Rights and Responsibilities: The Intergenerational Covenant

Journal of Comparative Social Welfare, Vol. 28, No. 2, June 2012, pp. 113–117

Posted: 2 Aug 2013

See all articles by Amitai Etzioni

Amitai Etzioni

The George Washington University

Laura Brodbeck

George Washington University

Date Written: March 16, 2012

Abstract

Debates around pension policy are often couched in terms of rights, while corresponding responsibilities associated with these rights are often regarded as onerous and oppressive. This is an unsatisfactory basis for designing pension institutions, since rights cannot be sustained without responsibilities. Social commitments, such as the commitment implied in the Social Security Act, reflect an intergenerational covenant that must be protected by younger generations who will only see benefits if future generations remain committed to the same responsibilities. The contract between America and its elders is not a real-time contract but one in which carrying out one’s duties precedes collecting one’s entitlements. Each right lays a claim on someone; and if that person does not honour the responsibilities of that claim, there can be no regime of rights. In short, the design of pensions around rights requires the public authority to address their corresponding responsibilities.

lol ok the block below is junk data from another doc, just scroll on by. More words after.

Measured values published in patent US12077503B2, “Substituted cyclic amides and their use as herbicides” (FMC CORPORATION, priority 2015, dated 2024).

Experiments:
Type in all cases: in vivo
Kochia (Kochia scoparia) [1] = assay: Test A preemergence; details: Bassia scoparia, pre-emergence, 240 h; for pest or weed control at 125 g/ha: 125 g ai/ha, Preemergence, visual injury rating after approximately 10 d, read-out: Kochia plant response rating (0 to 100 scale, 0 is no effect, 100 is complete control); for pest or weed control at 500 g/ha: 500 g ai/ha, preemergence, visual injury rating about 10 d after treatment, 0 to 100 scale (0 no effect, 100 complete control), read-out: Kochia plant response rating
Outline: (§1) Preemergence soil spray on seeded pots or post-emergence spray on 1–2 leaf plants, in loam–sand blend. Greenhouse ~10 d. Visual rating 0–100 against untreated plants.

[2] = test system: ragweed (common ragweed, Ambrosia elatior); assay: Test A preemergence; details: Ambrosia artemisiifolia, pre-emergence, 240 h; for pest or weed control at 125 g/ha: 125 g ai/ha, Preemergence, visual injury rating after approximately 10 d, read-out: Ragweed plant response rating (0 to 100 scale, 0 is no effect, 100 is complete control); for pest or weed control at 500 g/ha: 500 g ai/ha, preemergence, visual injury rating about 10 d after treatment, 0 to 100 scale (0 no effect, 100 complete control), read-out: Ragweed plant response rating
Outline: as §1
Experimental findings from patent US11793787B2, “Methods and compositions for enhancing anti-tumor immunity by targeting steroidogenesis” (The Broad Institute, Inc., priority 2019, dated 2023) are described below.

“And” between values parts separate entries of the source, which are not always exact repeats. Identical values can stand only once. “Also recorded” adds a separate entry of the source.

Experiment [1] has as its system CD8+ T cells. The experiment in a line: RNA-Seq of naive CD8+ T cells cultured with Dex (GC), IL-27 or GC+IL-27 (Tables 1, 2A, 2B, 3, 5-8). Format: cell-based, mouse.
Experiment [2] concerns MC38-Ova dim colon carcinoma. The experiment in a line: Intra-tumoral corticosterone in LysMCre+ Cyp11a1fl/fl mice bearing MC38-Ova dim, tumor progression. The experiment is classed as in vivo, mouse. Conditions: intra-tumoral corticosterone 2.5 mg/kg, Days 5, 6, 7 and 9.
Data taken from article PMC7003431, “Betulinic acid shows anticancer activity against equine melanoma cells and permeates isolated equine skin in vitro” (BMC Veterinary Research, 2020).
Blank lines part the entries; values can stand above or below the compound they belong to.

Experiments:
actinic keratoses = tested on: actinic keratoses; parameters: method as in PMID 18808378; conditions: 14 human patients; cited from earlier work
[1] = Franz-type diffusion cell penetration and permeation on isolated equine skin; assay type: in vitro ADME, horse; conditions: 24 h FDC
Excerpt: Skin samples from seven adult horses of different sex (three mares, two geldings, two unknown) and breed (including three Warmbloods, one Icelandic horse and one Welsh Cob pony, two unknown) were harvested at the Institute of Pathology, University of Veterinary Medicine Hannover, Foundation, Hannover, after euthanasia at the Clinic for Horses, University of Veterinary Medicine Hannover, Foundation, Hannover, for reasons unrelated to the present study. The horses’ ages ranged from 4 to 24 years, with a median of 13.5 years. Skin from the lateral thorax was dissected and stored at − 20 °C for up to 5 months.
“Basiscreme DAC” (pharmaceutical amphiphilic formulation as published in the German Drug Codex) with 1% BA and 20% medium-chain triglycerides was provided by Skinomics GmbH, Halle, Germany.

Suggested Citation

Etzioni, Amitai and Brodbeck, Laura, Rights and Responsibilities: The Intergenerational Covenant (March 16, 2012). Journal of Comparative Social Welfare, Vol. 28, No. 2, June 2012, pp. 113–117. Available at SSRN: https://ssrn.com/abstract=2274376

Amitai Etzioni (Contact Author)

The George Washington University ( email )

2100 Pennsylvania Avenue NW
Suite 4058
Washington, DC 20037
United States

Laura Brodbeck

George Washington University

2121 I Street NW
Washington, DC 20052
United States

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